Of the Baker City Herald

I want to read 20 books this summer, said seven-year-old Makayla Williams from Baker City.

Preschool and elementary-aged children like Makayla will have the opportunity to Read a Wild Tale while attending free Summer Reading 2001 sessions at the Baker County Public Library.

The reading sessions are part of a state-wide program presented by the Oregon Library Association which hopes to improve the reading skills of 100,000 children this summer.

Anne Van Sickle, president of the Oregon Library Association said, Its simple: kids who read, succeed in school and in life.

The sessions in Baker City are organized by Childrens Literature Program Director Melissa Jeffery. The summer sessions started Tuesday and will be held every Tuesday and Wednesday from 10 a.m. to 11 a.m. through Aug. 15.

Tuesday morning, Jeffery led 50 children in a question and answer session followed by an explanation of different types of books.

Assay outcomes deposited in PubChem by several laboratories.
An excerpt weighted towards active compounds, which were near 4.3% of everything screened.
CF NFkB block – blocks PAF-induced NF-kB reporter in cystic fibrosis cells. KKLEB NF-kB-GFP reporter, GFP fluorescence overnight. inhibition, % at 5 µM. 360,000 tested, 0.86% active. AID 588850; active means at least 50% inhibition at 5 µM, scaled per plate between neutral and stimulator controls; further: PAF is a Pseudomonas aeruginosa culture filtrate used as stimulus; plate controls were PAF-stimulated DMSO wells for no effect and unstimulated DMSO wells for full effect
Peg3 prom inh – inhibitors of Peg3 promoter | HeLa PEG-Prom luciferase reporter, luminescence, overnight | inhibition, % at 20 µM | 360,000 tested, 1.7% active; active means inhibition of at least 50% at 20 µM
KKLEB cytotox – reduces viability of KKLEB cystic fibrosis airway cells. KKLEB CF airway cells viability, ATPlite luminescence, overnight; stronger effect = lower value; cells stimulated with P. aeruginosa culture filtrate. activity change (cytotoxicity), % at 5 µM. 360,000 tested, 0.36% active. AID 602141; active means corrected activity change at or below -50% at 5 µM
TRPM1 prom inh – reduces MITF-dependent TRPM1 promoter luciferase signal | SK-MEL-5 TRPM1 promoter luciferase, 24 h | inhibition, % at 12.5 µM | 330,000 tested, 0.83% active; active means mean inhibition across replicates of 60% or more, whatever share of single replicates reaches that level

The goal is to figure out how cool it is to read. During the summer you have the chance to read whatever books you like, Jeffery told the group.

Jeffery then read two tall tale books by author/illustrator Stephen Kellog. The children giggled, whispered and answered Jefferys questions in unison. Story time was followed by a half hour of craft time where participants started creating costumes related to the programs wild west theme.

Chelsea Brown helped the children string beads and glue tin foil during craft time. Brown is a teen who volunteers at the library during the summer for six hours each week. Ive done this for three years now. I like using the library and this is a chance for me to give back to it, she said.

The costumes will be worn during the Veterans of Foreign Wars Youth Parade June 30. Line up for the parade begins at 10 a.m. in front of Baker City Hall.

The summer session will end with a carnival and bike rodeo held at the library on Aug. 15. Jeffery said the more time children spend reading this summer, the more raffle tickets they will earn for the carnival where they can trade in their tickets for books, pencils, stickers and T shirts.

Ten-year-old Baker resident Nina Gabiola said she loved getting messy when she made her cowboy jewelry out of tin foil, pipe cleaners, glue, beads and string.

The sessions will be held in the Story Room of the library located at 2400 Resort St.